I am not a bird. I cannot fly or sing like a bird. I do not molt or migrate. When my grown children ask to come home for a while to roost, I do not peck or drive them away, as the eagles do. On the contrary, I love having my kids come back. Maybe I’m a colony bird, like the Double-crested Cormorant? No. No feathers.
Do the birds know I am not one of them? That’s a bit hard to answer. On the one hand, many of the birds at the Fill are wary of me. The Savannah Sparrows often raise their head feathers in alarm when I come too close to their favorite grass stems. The Killdeer on Shoveler’s Pond start calling the minute they see my blue hat approach. On the other hand, Savannahs and Killdeer are wary of any big bird. They keep an eye on all us jumbo-sized critters, just in case we should take the notion to eat them.
Lately, the Mallards who are flocking on Main Pond now that breeding season is ending have allowed me to join their flock. Whenever I set up my camp stool at the southern lookout point, the Mallards begin to float over from the far shore. Eventually, they come out of the water to feed on the weeds all around me. Some snuffle for food in the mud nearby or dabble for plants a little farther out in the water. They bathe or preen. A few even go to sleep.
I sit there enchanted as the ducks ebb and flow. They talk to each other, you know, keeping up a constant commentary. I talk back. “You’re looking a little scruffy today,” I’ll say to one molting male. He doesn’t seem to resent my personal observation, but then I remember my mother’s admonition never to make personal remarks about anyone. It’s rude. So I apologize and point out a tasty weed he might enjoy. I think the ducks like the sound of my voice. It reassures them that I am settled, unlikely to leap up and grab one of them. Sometimes I’ll give a muttered quack, just to see if anyone notices. I take care to do this when I’m sure no people are around to hear me. I’m already weird enough as it is.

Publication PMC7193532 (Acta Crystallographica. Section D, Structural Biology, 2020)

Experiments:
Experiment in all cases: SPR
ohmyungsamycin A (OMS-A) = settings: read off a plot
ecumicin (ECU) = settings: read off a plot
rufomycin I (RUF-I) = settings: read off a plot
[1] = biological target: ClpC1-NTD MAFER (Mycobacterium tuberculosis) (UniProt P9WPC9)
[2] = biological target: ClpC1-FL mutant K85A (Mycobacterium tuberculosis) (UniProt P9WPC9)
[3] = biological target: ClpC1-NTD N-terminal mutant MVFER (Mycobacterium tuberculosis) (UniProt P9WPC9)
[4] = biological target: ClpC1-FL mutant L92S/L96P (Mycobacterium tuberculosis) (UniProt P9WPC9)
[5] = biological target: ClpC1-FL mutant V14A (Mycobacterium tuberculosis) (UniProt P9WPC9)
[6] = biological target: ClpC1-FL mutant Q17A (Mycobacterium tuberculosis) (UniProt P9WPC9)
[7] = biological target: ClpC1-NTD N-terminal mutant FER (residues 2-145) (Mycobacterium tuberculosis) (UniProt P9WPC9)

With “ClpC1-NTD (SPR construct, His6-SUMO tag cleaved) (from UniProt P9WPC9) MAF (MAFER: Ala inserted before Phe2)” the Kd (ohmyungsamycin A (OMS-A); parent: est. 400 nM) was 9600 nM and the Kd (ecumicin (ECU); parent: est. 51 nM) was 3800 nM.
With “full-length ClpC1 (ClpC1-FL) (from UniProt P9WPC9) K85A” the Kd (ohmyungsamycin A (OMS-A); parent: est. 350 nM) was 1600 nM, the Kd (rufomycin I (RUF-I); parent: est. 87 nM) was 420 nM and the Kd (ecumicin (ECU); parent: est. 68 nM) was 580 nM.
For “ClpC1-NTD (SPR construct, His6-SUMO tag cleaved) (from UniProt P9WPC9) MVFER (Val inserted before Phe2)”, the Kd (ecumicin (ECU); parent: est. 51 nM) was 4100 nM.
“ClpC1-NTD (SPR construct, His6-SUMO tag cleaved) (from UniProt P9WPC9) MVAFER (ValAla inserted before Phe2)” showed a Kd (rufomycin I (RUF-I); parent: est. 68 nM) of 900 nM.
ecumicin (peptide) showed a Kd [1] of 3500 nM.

It’s amazingly comforting to be in a flock. Like any functional community, the members watch out for each other. They pay attention to what each one is doing. They’re interested in what everyone has to say. They don’t always get along perfectly – sometimes they give each other a peck or even chase each other. But they accept each other, too. They belong.
When was the last time you felt you belonged? For me, that happens every day. I belong at the Fill.